DEFINITION of 'Fee Harvesting Card'

Credit cards targeted at consumers with poor credit scores that carry numerous fees, making the cost of credit extraordinarily expensive.  Fee harvesting cards charge fees for setup and activation, in addition to a monthly or annual fee, that serve to dramatically reduce the amount of credit extended to the consumer. Most fee harvesting cards extend a very limited credit line to begin with, so the total fees in relation to the credit available become exorbitant. The Credit Card Accountability Responsibility and Disclosure (CARD) Act of 2009 addressed the issue of fee harvesting cards by requiring that an issuer not require consumers to pay fees (excluding penalty fees) exceeding 25% of the total initial credit line during the first year in which an account is opened.

BREAKING DOWN 'Fee Harvesting Card'

In April 2011, the CARD Act revised the regulation regarding fee harvesting cards, to include the 25% fee limitation to fees charged before account opening. This was in response to the practice adopted by some card issuers, who were requiring consumers to pay hefty application and processing fees even before opening a credit card account. When combined with other fees subsequently charged to the account, the total fees exceeded 25% of the initial credit line.

Fee harvesting cards gained notoriety during the boom years for subprime credit leading up to 2008, after the Federal Trade Commission (FTC) brought a high-profile enforcement action against an issuer of these cards. In a federal court complaint filed in June 2008, the FTC alleged that the issuer engaged in deceptive conduct when marketing its credit cards. Two of the issuer’s most usurious types of cards were:

  • Fee-based credit card with $300 limit – targeted at consumers with subprime credit ratings, these cards had a purported $300 credit limit. However the issuer immediately charged consumers fees of as much as $185, leaving only $115 in available credit.
  • Credit cards with up to $3,250 limit – the issuer marketed this card to consumers with slightly higher credit scores but failed to disclose that half of the available credit would be withheld for the first 90 days.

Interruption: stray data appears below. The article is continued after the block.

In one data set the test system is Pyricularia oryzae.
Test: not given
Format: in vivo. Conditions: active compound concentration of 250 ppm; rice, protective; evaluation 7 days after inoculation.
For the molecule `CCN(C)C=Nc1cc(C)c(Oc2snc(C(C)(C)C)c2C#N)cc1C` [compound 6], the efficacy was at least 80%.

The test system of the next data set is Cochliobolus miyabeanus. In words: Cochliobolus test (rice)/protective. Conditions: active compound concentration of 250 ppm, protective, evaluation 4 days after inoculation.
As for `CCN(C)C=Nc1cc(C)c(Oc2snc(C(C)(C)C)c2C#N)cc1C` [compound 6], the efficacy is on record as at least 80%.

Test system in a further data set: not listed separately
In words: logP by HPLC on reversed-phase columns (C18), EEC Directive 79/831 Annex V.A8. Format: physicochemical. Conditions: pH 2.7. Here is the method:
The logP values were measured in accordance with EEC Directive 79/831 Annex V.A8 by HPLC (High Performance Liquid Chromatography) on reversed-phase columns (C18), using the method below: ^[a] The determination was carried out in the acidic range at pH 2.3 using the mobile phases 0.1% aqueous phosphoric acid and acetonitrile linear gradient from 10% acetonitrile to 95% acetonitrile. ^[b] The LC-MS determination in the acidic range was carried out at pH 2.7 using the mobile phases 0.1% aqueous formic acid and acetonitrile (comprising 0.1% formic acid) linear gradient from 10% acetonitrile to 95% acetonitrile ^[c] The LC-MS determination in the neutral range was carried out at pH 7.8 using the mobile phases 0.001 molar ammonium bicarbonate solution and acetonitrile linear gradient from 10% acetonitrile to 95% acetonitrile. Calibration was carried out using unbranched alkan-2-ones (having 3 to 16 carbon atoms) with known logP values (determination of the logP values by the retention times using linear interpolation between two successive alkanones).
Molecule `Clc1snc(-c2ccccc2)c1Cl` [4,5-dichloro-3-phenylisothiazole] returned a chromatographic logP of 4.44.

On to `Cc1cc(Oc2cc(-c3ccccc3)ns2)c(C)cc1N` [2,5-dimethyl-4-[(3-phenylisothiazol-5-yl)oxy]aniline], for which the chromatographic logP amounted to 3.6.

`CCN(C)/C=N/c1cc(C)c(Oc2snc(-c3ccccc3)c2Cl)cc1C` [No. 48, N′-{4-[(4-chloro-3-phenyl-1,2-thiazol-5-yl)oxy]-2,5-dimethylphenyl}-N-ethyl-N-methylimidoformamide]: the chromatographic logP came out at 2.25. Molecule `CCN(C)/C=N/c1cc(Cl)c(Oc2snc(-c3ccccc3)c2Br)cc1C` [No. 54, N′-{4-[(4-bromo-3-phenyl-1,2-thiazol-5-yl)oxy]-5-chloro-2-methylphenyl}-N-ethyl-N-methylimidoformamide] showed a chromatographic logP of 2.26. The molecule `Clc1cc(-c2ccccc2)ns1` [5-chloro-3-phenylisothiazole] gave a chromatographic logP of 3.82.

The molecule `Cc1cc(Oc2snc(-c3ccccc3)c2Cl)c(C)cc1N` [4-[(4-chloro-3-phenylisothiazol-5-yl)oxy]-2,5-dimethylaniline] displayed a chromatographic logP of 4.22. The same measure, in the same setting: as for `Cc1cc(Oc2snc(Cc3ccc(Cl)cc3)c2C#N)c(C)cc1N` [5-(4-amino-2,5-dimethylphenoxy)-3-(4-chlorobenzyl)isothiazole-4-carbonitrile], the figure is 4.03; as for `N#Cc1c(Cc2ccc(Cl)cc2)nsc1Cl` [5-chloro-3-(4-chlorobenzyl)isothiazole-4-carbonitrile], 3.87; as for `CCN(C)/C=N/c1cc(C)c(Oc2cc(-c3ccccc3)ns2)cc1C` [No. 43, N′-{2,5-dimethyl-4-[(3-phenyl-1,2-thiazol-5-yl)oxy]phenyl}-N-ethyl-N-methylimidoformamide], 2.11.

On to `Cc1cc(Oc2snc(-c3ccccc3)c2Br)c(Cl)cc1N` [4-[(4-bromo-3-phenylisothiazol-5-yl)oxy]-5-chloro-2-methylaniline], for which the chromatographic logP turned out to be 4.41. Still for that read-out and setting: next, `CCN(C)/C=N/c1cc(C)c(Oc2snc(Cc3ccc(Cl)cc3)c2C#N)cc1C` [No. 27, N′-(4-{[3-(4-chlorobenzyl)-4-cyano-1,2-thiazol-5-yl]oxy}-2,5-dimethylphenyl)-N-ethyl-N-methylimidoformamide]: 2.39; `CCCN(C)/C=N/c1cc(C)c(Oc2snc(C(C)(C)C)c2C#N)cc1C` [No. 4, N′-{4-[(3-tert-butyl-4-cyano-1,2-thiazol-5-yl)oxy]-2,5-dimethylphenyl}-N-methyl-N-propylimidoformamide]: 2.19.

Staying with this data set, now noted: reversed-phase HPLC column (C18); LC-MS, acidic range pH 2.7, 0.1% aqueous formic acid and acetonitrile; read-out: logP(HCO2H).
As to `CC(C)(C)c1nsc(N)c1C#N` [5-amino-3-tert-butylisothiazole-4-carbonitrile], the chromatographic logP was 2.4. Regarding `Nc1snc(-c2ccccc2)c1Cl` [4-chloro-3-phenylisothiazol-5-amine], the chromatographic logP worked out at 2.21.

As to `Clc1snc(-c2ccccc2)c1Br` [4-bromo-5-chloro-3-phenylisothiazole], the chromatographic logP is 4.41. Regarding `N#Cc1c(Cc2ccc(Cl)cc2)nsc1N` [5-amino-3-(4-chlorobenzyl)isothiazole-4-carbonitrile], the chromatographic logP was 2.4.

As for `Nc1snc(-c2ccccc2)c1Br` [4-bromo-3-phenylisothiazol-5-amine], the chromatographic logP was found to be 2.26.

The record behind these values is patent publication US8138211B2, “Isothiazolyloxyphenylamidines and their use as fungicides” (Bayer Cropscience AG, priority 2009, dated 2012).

RELATED TERMS
  1. Subprime Credit Card

    A type of credit card issued to people with substandard credit ...
  2. Zero Balance Card

    A credit card on which a consumer does not owe any money because ...
  3. Credit Card Balance

    The amount of charges, or lack thereof, owed to the credit card ...
  4. Universal Default

    A practice whereby a credit card issuer increases a credit card ...
  5. Opt Out Right

    A consumer’s authority under the 2009 Credit CARD Act to disagree ...
  6. Business Credit Card

    A credit card intended for use by a business rather than for ...
Related Articles
  1. Personal Finance

    Credit Cards For People With Bad Credit

    Yes, you can get a credit card and start repairing your credit history. But brace yourself for low credit limits, sky-high interest and staggering fees.
  2. Personal Finance

    Terrible Credit Score? Try These Credit Cards

    When your credit is less than stellar you have fewer choices. But some are still better than others. Here's our read on which cards to get.
  3. Personal Finance

    Understanding Credit Cards

    Credit cards are a type of unsecured personal loan between the credit card issuer and the credit card holder.
  4. Personal Finance

    Small Business: Minimize Your Credit Card Fees

    Accepting credit cards is a must these days, but small business owners can take steps to minimize profit-eating credit card fees.
  5. Personal Finance

    Best Credit Cards For People With Poor Credit Scores

    There are still ways you can build credit with a credit card, even if you have bad credit.
  6. Personal Finance

    Credit Card or Cash?

    Credit cards are convenient to use, but not always the best choice. Here are 5 times you shouldn't pay with a credit card – and 5 times you should.
  7. Personal Finance

    7 Factors For Comparing Credit Cards

    It's good to find a credit card that fits your lifestyle, but read the fine print to make sure you're not overpaying for the benefits.
  8. Small Business

    How to Use Small Business Credit Cards

    A small business credit card can be a convenient way to increase your company's purchasing power, but must be carefully managed.
  9. Personal Finance

    How Many Credit Cards Should You Have?

    National stats indicate most consumers have three or more cards - are you one of them?
RELATED FAQS
  1. How can I avoid paying unnecessary credit card fees?

    Examine different strategies for reducing fees on credit cards. Learn about the Consumer Financial Protection Bureau and ... Read Answer >>
Trading Center